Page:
Travel

Kelis on how food has shaped her life

The singer-turned-chef talks about her Puerto Rican roots, food culture becoming sexy and the things she learnt at culinary schoolFriday, May 3, 2019

By National Geographic Traveller Food
Kelis

People say music is the international language, but I think it’s food. Think about it, everybody has a dumpling situation, whether it’s a pierogi, empanada, samosa, gyoza or moin moin. Everybody has a dough that’s either fried, steamed or baked with something delicious inside. Once you think of it like that, it breaks down the barriers we put up.

I’m really texture-sensitive. Take okra. I understand how healthy it is and what it represents culturally, so I’ll cook it and do it well — but it’s revolting. I also don’t like anything gummy, like abalone. It’s gross. When I go to high-end restaurants, I’m like: why have you given me a rubber band that tastes like fish?

Training at Le Cordon Bleu was one of the best things I’ve ever done. I grew up watching my mum cook, but I didn’t know what to expect in culinary school. It helped me cultivate my voice and figure out things about myself. As a musician, going to school [graduating in 2008] and figuring out that I could thrive at something else brought back music for me; I recognised I could do it because I love it and not because I had to, and I can do other things that I love equally.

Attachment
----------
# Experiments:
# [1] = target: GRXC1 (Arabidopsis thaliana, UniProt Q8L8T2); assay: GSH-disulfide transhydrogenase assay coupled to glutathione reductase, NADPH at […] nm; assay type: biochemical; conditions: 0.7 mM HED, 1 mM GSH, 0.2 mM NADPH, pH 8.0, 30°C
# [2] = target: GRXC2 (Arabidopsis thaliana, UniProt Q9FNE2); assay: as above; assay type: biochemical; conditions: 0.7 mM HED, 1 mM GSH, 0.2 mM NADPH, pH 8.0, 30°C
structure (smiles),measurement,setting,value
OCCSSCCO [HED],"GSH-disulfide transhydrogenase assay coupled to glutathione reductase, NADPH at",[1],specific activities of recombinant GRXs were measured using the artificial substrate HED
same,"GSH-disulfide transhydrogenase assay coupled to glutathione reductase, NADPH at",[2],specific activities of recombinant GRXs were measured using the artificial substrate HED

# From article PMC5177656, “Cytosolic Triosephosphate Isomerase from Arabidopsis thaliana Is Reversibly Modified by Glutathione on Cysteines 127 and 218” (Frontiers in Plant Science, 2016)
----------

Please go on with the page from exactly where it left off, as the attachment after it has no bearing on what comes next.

I didn’t realise how culturally Puerto Rican I was until I really started cooking. It’s the best in Latin food. It’s flavourful and diverse, with indigenous, African and Hispanic influences, and it reminds me of who I am. To graduate from culinary school, I had to make a dish that exemplified who I was, and I made alcapurria [fritters] — something I grew up eating; every region of the island has its own version. My mum [who’s half Puerto Rican, half Chinese] was a chef and had her own catering business, so I started helping out really early. Seeing how precise and graceful she was enthralled me.

The food world — and the culture of food — has changed; it’s become sexy. We’ve never had so many food documentaries with people under the age of 50 watching them. And it’s not just the competitions, but shows paying homage to great artists. I think that’s changed how people see food. People are more experimental. Everyone thinks they’re an expert now, but 99% of them are not.

Food goes through trends like everything else. People get stuck on one ingredient and every restaurant has it — it’s annoying. There’s a brussels sprout explosion that’s been going for the past two years. And then kale came and it’s kale everything. Then there was a moment with squash blossom. Get over it. All these things are delicious, but it’s a lack of innovation.

I love Polish food. You don’t think about Eastern Europe for wonderful food, but that’s just because we haven’t been educated on it. New York has a big Polish community, and after church my mum would take us to the Lower East Side to a place called Teresa’s where we’d get things like pierogis, kielbasas, latkes and blintzes.

I don’t really drink milkshake. Imagine me going somewhere and ordering a milkshake! It’s just too much. I’ll take a cold-pressed juice any day.

Kelis’s book, My Life on a Plate: Recipes From Around the World, is out now (£19.99, Kyle Books). Her range of sauces, Bounty and Full, is available online. bountyandfull.com

Interview by Farida Zeynalova.

Published in the June 2019 issue of National Geographic Traveller Food

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